dcsimg

Heliocybe

provided by wikipedia EN

Heliocybe is an agaric genus[1] closely allied to Neolentinus and the bracket fungus, Gloeophyllum, all of which cause brown rot of wood.[2][3] Heliocybe sulcata, the type and sole species, is characterized by thumb-sized, tough, revivable, often dried, mushroom fruitbodies, with a tanned symmetric pileus that is radially cracked into a cartoon sun-like pattern of arranged scales and ridges, distant serrated lamellae, and a scaly central stipe. Microscopically it differs from Neolentinus by the absence of clamp connections. Like Neolentinus, it produces abundant, conspicuous pleurocystidia. Heliocybe sulcata typically fruits on decorticated, sun-dried and cracked wood, such as fence posts and rails, vineyard trellises in Europe, branches in slash areas, and semi-arid areas such on sagebrush or on naio branches in rain shadow areas of Hawaii, or in open pine forests.[4][5][6][7]

Etymology

Heliocybe derives from the Greek helios (= the sun) and cybe (=head), and means "the sun-head". It was coined in reference to its sun-like pattern on its pileus together with its affinity to sun-baked habitats.

Classification

In older classifications, H. sulcata[1] was known as Lentinus sulcatus or Panus fulvidus. However, there is strong phylogenetic evidence for the segregation of a group of brown rot causing fungi at the level of order, including Neolentinus and Heliocybe and Gloeophyllum, from the Polyporales where Lentinus and Panus are classified.[2][3][8][9][10] Heliocybe has also been placed into synonymy with Neolentinus, but anatomically they differ by the absence versus the presence of clamp connections[1] and phylogenetically Heliocybe is distinct, being either a sister group to Neolentinus or to a Neolentinus-Gloeophyllum-clade, or allied to Gloeophyllum odoratum.[2][3][9][10]

References

  1. ^ a b Redhead, S.A.; Ginns, J.H. (1985). "A reappraisal of agaric genera associated with brown rots of wood". Trans. Mycol. Soc. Japan. 26: 349–381.
  2. ^ a b c Thorn, R.G.; et al. (2000). "Phylogenetic analyses and the distribution of nematophagy support monophyletic Pleurotaceae within the polyphyletic pleurotoid-lentinoid fungi". Mycologia. Mycologia, Vol. 92, No. 2. 92 (2): 241–252. doi:10.2307/3761557. JSTOR 3761557.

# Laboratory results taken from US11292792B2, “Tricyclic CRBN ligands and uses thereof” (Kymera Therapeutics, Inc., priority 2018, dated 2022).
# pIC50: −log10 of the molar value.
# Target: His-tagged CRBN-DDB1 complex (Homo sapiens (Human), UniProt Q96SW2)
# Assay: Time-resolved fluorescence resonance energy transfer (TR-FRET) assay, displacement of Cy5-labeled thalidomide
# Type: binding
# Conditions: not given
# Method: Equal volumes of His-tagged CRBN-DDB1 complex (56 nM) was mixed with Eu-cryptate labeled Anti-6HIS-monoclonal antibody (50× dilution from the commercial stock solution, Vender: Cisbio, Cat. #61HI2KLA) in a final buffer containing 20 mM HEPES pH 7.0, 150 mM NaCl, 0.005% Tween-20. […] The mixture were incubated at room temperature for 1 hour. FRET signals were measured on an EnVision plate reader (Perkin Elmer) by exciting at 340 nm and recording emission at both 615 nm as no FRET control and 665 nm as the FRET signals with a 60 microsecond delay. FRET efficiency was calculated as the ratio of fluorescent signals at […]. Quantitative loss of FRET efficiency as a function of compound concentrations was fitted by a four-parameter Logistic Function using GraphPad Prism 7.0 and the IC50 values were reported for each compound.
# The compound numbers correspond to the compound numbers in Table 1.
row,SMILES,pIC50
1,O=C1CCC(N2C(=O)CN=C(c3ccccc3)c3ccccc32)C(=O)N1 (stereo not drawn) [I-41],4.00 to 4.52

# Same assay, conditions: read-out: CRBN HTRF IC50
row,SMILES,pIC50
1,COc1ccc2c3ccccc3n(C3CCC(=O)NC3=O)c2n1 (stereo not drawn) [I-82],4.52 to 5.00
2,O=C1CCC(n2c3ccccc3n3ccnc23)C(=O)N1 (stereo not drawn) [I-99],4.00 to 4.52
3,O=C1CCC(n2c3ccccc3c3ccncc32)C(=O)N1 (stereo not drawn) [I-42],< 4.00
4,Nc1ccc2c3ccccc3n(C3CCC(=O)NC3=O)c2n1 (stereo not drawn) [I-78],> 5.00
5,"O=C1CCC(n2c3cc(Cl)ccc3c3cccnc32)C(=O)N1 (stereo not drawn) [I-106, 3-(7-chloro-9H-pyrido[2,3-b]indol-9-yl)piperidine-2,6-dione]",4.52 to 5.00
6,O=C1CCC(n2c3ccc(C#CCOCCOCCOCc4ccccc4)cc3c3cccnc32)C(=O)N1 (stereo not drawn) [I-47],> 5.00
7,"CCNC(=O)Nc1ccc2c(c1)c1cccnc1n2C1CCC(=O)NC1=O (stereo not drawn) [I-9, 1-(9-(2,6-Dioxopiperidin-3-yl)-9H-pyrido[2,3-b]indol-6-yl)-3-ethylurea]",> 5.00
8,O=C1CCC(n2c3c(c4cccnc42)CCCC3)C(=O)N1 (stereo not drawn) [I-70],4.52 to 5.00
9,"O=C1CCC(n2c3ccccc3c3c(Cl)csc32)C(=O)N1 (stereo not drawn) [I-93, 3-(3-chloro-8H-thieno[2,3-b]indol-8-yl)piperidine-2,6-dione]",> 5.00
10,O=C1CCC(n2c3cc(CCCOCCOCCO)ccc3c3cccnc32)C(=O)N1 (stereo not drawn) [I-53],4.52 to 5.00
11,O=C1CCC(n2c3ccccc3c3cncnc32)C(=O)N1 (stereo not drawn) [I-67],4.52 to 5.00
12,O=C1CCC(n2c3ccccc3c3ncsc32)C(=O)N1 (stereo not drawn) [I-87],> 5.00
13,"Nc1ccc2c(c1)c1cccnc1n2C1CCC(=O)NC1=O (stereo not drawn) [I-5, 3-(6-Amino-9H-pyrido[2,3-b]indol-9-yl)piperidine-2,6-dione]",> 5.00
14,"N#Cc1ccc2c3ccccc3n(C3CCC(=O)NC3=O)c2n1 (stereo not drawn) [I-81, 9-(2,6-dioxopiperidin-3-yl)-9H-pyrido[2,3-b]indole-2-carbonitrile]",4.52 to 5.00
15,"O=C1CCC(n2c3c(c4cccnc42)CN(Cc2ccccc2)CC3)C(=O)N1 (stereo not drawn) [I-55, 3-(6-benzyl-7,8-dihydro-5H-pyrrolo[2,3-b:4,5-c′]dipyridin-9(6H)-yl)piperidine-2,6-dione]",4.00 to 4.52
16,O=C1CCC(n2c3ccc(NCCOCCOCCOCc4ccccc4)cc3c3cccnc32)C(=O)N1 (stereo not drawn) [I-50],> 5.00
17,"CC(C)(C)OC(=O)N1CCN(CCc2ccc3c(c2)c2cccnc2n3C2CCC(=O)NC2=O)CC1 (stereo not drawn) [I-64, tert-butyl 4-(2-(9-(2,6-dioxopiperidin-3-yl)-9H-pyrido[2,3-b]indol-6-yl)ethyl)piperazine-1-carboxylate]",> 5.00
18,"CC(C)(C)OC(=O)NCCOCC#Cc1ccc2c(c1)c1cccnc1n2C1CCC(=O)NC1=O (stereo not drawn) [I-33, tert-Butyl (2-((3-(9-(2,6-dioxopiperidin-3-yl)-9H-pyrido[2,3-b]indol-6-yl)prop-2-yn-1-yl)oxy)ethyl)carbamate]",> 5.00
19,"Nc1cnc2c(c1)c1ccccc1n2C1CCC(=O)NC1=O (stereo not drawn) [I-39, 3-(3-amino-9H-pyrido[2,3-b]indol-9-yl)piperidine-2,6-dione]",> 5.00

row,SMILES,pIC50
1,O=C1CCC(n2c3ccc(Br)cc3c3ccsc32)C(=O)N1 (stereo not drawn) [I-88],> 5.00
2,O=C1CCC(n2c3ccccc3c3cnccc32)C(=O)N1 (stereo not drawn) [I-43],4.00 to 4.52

3. ^ a b c Hibbett, D.S.; Donoghue, M.J. (2001). "Analysis of character correlations among wood decay mechanisms, mating systems, and substrate ranges in Homobasidiomycetes". Syst. Biol. 50 (2): 215–242. doi:10.1080/10635150151125879. PMID 12116929.
  4. ^ Redhead, S.A. (1989). "A biogeographical overview of the Canadian mushroom flora". Can. J. Bot. 67 (10): 3003–3062. doi:10.1139/b89-384.
  5. ^ Schalkwijk-Barendsen, H.M.E. (1991). "Mushrooms of western Canada". Cite journal requires |journal= (help)
  6. ^ Evenson, V.S. (1997). "Mushrooms of Colorado and the southern Rocky Mountains". Cite journal requires |journal= (help)
  7. ^ Hemmes, D.E.; Desjardin, D.E. (2002). "An identification guide – mushrooms of Hawai'i". Cite journal requires |journal= (help)
  8. ^ Hibbett, D.S.; Binder, M. (2002). "Evolution of complex fruiting-body morphologies in homobasidiomycetes". Proc. R. Soc. Lond. B. 269 (1504): 1963–1969. doi:10.1098/rspb.2002.2123. PMC 1691125. PMID 12396494.
  9. ^ a b Binder, M.; et al. (2005). "The phylogenetic distribution of resupinate forms across the major clades of mushroom-forming fungi (Homobasidiomycetes)". Syst. Biodivers. 3 (2): 113–157. doi:10.1017/S1477200005001623.
  10. ^ a b García-Sandoval R; Wang Z; Binder M; Hibbett DS. (2011). "Molecular phylogenetics of the Gloeophyllales and relative ages of clades of Agaricomycotina producing a brown rot". Mycologia. 103 (3): 510–524. doi:10.3852/10-209. PMID 21186327.
 title=
license
cc-by-sa-3.0
copyright
Wikipedia authors and editors
original
visit source
partner site
wikipedia EN

Heliocybe: Brief Summary

provided by wikipedia EN

Heliocybe is an agaric genus closely allied to Neolentinus and the bracket fungus, Gloeophyllum, all of which cause brown rot of wood. Heliocybe sulcata, the type and sole species, is characterized by thumb-sized, tough, revivable, often dried, mushroom fruitbodies, with a tanned symmetric pileus that is radially cracked into a cartoon sun-like pattern of arranged scales and ridges, distant serrated lamellae, and a scaly central stipe. Microscopically it differs from Neolentinus by the absence of clamp connections. Like Neolentinus, it produces abundant, conspicuous pleurocystidia. Heliocybe sulcata typically fruits on decorticated, sun-dried and cracked wood, such as fence posts and rails, vineyard trellises in Europe, branches in slash areas, and semi-arid areas such on sagebrush or on naio branches in rain shadow areas of Hawaii, or in open pine forests.

license
cc-by-sa-3.0
copyright
Wikipedia authors and editors
original
visit source
partner site
wikipedia EN